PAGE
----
Livingstone, Mission House Church to host national ‘Black Voters Matter’ listening session
By Natalie Anderson
SALISBURY — Livingstone College, Rowan Concerned Citizens and Mission House Church will join national advocacy organization “Black Voters Matter” to host a listening session Monday discussing issues impacting the Black community.
Black Voters Matter is partnering with more than 20 groups across North Carolina to support a 21-day “WEMATTER” listening session tour in an effort to uplift and discuss issues plaguing Black communities.
The virtual tour began April 5, and it will make stops in 17 counties. A Rowan County session will take place virtually via Zoom on Monday at 6:30 p.m. Those interested can register at bit.ly/rowancowematter. The session is expected to last roughly 60-75 minutes.
“We want to harness the energy and build from the momentum that was created during the 2020 election by connecting with the basic needs of the communities that BVM and our partners serve,” said Black Voters Matter North Carolina coordinator Danielle Brown. “We will engage and involve our communities by building an organic issue-based slate that is created through these listening sessions. It is important that community members know that they matter to the political process and have a say in the next moves that are being made that ultimately affect their day-to-day lives. It is important that political leaders know and understand that we matter and that it’s about us.”
The goal of the tour is for each county to create a three-t0-five-point action plan based on discussions in each session, and Black Voters Matter will distribute the findings throughout the state to engage the community on the most important issues ahead of local elections.
Livingstone College professor Dr. Da’Tarvia Parrish told the Post each semester her English 360: Racism, Anti-Semitism and Partiality in Literature and Popular Culture class participates in a service-learning project. For this semester, the idea to host the event as the project was prompted by one of her students, William McCorn, a senior majoring in sociology.
Along with Parrish, Livingstone College student Rainford Raffington Jr. will assist as a host. William McKee, an instructor at Rowan-Cabarrus Community College, will moderate the session.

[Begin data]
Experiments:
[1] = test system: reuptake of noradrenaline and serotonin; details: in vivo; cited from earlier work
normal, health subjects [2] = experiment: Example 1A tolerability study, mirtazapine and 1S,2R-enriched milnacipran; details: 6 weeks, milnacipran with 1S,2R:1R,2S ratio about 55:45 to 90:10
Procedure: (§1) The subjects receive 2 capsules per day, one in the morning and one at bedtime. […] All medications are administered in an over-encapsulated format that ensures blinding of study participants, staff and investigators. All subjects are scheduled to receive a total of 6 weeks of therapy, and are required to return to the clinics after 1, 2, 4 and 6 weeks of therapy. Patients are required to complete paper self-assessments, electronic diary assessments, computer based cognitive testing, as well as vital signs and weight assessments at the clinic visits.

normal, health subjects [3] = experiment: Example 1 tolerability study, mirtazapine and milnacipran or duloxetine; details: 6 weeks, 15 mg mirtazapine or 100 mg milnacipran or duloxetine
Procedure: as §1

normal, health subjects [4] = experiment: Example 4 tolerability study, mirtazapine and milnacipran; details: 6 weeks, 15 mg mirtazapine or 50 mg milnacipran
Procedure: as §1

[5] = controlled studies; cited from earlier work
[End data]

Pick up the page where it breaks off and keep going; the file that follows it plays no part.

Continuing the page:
Livingstone College student Quintin Jordan and founding member of Rowan Concerned Citizens, Emily Perry, will take notes based on the discussion, while Kameron Wilson, another student, will be the timekeeper. Eryka Praileau, the 2020 Ms. Livingstone, will help develop the action plan to be submitted to the Black Voters Matter organization.
Additionally, Pastor Anthony Smith of Mission House Church is a partner hosting the event.
Parrish said the overall goal is to highlight persistent issues in the U.S. voting system and national infrastructure, things “that directly affect the community and also dictates policy.” For example, the session will likely discuss the history of Jim Crow-era laws meant to suppress the Black vote, including literacy tests and poll taxes and their kinship to modern-day voter ID laws in North Carolina.
Perry said issues discussed can also be broader, such as the issue of child care for working families.
Parrish added that action plans across the state generated from the listening sessions will “authenticate the movement” and give North Carolinians a voice as Black Voters Matter and other advocacy organizations mobilize the Black community.
If interested locals are unable to tune into the session, they can visit http://bit.ly/wematterissues and submit their thoughts by April 29.
Contact reporter Natalie Anderson at 704-797-4246.
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